In his 1997 autobiography, Johnny Cash described how his wife stuck with him through his years of amphetamine abuse. "June said she knew me — knew the kernel of me, deep inside, beneath the drugs and deceit and despair and anger and selfishness, and knew my loneliness," he wrote. "She said she could help me. ... If she found my pills, she flushed them down the toilet. And find them she did; she searched for them, relentlessly."
         She was co-writer, with Merle Kilgore, of Cash's 1963 hit "Ring of Fire," which was about falling in love with Cash. She said the song symbolized her feeling of being engulfed by Cash. "John was notorious," she said in 1999. "He roared when he wanted to." In a 1987 Associated Press interview, she described her husband as "probably the most unusual, fine, unselfish person I've known. He's different. I think the word is 'power.' There's a lot of power to him. I've seen him on shows with people with a No. 1 record or a lot of No. 1 records, but when John walks on that stage, the rest of 'em might as well leave."
         June Carter was born June 23, 1929, in Maces Spring, Va. Her mother, Maybelle Carter, was in the Carter Family music act with her cousin Sara Carter and Sara's husband, A.P. Carter. In 1927, they made what are among the first country music recordings.
         The family act broke up, but mother and daughters June, Helen and Anita continued on as Mother Maybelle & the Carter Sisters, with little June playing autoharp.
         Starting in 1939, the sisters starred in a radio show on XERA in Del Rio, Texas, that could be heard as far away as Saskatchewan, Canada. The Carters went on to become staples of the Grand Ole Opry country music show in Nashville. The Carters' harmony singing still inspires artists today and Maybelle's "Carter lick" on the guitar has become one of the most influential techniques in country music.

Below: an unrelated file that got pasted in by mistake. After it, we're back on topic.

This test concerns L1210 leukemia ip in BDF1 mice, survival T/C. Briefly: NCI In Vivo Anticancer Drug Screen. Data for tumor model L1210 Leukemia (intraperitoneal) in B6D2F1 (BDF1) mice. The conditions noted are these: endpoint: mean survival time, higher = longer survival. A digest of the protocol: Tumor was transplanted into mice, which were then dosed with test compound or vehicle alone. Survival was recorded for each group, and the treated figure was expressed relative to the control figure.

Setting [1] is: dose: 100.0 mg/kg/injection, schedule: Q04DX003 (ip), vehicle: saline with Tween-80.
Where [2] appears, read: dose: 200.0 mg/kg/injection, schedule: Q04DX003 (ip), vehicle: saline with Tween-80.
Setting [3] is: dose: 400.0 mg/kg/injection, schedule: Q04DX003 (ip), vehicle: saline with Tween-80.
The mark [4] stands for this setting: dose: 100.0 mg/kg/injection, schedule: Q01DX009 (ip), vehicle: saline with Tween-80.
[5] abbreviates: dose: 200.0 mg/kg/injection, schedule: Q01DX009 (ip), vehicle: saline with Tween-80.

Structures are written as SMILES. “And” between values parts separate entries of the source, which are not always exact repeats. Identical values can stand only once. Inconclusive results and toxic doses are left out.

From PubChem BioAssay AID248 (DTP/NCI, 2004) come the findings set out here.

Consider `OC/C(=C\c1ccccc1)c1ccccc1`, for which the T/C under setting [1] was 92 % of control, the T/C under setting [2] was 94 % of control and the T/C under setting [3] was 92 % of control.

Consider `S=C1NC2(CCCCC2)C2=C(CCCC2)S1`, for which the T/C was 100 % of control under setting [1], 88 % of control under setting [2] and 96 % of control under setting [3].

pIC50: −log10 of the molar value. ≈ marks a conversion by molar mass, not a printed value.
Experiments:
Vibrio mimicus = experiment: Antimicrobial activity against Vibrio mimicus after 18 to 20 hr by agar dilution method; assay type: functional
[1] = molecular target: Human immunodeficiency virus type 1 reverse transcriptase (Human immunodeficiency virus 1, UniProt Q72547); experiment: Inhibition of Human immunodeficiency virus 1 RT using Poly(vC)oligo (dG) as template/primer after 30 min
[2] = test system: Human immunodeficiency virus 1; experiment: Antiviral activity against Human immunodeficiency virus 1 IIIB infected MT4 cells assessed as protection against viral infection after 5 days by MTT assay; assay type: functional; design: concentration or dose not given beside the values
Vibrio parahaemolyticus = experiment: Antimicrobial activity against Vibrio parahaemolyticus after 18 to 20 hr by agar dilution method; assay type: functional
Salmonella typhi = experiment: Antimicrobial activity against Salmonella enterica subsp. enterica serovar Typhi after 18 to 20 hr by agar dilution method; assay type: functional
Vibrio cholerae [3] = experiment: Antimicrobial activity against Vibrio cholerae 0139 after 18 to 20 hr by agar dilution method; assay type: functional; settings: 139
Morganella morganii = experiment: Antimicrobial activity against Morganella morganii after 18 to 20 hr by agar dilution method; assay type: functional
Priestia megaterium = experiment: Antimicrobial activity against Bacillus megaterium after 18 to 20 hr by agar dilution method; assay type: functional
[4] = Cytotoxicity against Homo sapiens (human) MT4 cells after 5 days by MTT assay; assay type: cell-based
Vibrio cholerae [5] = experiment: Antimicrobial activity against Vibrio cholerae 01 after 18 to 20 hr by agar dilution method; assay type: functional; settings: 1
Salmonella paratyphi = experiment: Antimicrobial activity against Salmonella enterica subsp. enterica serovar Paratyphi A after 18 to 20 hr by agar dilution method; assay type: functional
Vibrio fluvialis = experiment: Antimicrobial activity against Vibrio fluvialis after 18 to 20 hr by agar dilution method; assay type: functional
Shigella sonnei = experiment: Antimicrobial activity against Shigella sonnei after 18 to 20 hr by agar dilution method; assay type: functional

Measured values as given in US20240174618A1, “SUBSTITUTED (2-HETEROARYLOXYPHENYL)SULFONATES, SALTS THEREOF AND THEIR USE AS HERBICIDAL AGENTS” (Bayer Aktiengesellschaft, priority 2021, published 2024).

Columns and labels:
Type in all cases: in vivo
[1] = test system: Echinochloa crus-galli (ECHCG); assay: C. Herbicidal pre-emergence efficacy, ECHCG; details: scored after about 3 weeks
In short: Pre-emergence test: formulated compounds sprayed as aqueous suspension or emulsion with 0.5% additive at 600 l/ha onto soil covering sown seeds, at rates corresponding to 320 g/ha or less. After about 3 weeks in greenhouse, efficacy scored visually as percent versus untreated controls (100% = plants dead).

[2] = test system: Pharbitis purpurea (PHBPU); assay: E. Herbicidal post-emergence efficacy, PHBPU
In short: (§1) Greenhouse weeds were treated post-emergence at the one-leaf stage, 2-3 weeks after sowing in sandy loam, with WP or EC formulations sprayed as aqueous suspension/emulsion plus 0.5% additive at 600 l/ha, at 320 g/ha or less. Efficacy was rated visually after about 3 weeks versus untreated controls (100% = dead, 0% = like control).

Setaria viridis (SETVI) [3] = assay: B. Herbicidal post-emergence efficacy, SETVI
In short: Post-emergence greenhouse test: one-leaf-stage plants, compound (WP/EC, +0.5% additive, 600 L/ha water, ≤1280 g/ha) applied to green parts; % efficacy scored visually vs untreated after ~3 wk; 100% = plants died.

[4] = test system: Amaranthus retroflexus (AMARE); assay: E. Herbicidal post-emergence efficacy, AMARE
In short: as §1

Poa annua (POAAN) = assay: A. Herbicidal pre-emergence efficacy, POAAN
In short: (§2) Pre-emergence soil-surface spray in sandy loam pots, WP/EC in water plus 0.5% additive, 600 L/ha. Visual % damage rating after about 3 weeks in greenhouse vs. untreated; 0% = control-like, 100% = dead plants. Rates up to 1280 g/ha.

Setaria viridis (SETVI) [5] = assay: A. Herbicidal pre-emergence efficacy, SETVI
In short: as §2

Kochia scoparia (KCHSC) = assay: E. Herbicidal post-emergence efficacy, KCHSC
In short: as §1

She did occasional acting roles, including the part of Robert Duvall's mother in the 1997 film "The Apostle." With her husband, she periodically performed at Billy Graham crusades.

Suit Over Haggard Tape Settled
PETE SLOVER / The Dallas Morning News - AUSTIN ­ In the end, the case of a missing, unreleased Merle Haggard tape offered for sale on the Internet was not a story of theft, and the Fredericksburg woman who tried to auction the recording has settled the case by giving it back. In a lawsuit he filed last spring, Mr. Haggard suggested that Kathy Schroeder of Fredericksburg had swiped a copy of the tape from his tour bus while he was in Texas for a show she was promoting.
           From the beginning, Ms. Schroeder insisted that she did not steal the tape, and her story was supported by sworn testimony at a hearing on a temporary injunction last fall, a transcript of which was recently obtained by The Dallas Morning News. The tape missing from the bus was later found, and witnesses testified that the copy in Ms. Schroeder's possession was left at her house during a party by a musician who had acquired it legitimately. Roger Moon, a singer from Luckenbach whose recordings were being promoted by Ms. Schroeder, testified that he left the disputed tape at Ms. Schroeder's house. He said the recording was left in his car by B.B. Morse, a bass player who had played with both Mr. Moon and Mr. Haggard. The bass player confirmed that account in his testimony.
           Ms. Schroeder testified that she was unfamiliar with copyright laws asserted by Mr. Haggard. She said she thought the recording was hers to sell, since she had the tape in her possession. She testified that she had contacted Mr. Haggard's record company by telephone and Mr. Haggard by e-mail to see whether they objected to her selling the tape, and that she took the lack of response as implicit permission. In the litigation, her lawyers did not endorse that position nor attempt to justify her effort to sell the tape.
           Ms. Schroeder's statements also suggested she felt entitled to offset losses of more than $80,000 she says she suffered when Mr. Haggard failed to show up for an October 2001 concert she was promoting at the Gillespie County Fair. She has sued Mr. Haggard over that dispute in a case that is pending.